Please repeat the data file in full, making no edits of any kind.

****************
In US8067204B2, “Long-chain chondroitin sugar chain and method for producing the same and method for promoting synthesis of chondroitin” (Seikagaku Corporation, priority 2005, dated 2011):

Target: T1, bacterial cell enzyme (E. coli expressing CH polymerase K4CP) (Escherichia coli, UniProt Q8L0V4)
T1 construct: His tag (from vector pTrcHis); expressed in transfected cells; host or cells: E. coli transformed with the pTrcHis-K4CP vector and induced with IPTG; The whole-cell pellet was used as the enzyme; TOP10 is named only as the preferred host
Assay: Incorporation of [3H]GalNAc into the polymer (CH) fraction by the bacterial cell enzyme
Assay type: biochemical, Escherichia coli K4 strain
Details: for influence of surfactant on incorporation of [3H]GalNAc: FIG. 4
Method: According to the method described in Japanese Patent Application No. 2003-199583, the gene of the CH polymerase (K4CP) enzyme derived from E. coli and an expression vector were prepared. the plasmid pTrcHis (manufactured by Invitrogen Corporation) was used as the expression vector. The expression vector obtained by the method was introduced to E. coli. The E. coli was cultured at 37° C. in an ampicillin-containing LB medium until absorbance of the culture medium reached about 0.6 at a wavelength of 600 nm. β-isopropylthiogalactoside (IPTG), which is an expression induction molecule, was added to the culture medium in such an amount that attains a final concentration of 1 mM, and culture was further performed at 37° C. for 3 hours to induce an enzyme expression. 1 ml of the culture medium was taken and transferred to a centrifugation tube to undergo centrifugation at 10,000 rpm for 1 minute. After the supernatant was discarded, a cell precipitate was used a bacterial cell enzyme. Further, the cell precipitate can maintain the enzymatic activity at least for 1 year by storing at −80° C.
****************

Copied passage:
In US8067204B2, “Long-chain chondroitin sugar chain and method for producing the same and method for promoting synthesis of chondroitin” (Seikagaku Corporation, priority 2005, dated 2011):

Target: T1, bacterial cell enzyme (E. coli expressing CH polymerase K4CP) (Escherichia coli, UniProt Q8L0V4)
T1 construct: His tag (from vector pTrcHis); expressed in transfected cells; host or cells: E. coli transformed with the pTrcHis-K4CP vector and induced with IPTG; The whole-cell pellet was used as the enzyme; TOP10 is named only as the preferred host
Assay: Incorporation of [3H]GalNAc into the polymer (CH) fraction by the bacterial cell enzyme
Assay type: biochemical, Escherichia coli K4 strain
Details: for influence of surfactant on incorporation of [3H]GalNAc: FIG. 4
Method: According to the method described in Japanese Patent Application No. 2003-199583, the gene of the CH polymerase (K4CP) enzyme derived from E. coli and an expression vector were prepared. the plasmid pTrcHis (manufactured by Invitrogen Corporation) was used as the expression vector. The expression vector obtained by the method was introduced to E. coli. The E. coli was cultured at 37° C. in an ampicillin-containing LB medium until absorbance of the culture medium reached about 0.6 at a wavelength of 600 nm. β-isopropylthiogalactoside (IPTG), which is an expression induction molecule, was added to the culture medium in such an amount that attains a final concentration of 1 mM, and culture was further performed at 37° C. for 3 hours to induce an enzyme expression. 1 ml of the culture medium was taken and transferred to a centrifugation tube to undergo centrifugation at 10,000 rpm for 1 minute. After the supernatant was discarded, a cell precipitate was used a bacterial cell enzyme. Further, the cell precipitate can maintain the enzymatic activity at least for 1 year by storing at −80° C.